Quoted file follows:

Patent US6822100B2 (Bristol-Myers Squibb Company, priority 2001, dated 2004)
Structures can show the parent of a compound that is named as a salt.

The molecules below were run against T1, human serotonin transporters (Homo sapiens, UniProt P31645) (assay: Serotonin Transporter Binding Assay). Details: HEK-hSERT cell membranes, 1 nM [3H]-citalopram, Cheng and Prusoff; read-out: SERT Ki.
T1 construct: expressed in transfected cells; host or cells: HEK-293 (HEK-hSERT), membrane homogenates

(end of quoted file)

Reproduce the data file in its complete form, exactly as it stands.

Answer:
Patent US6822100B2 (Bristol-Myers Squibb Company, priority 2001, dated 2004)
Structures can show the parent of a compound that is named as a salt.

The molecules below were run against T1, human serotonin transporters (Homo sapiens, UniProt P31645) (assay: Serotonin Transporter Binding Assay). Details: HEK-hSERT cell membranes, 1 nM [3H]-citalopram, Cheng and Prusoff; read-out: SERT Ki.
T1 construct: expressed in transfected cells; host or cells: HEK-293 (HEK-hSERT), membrane homogenates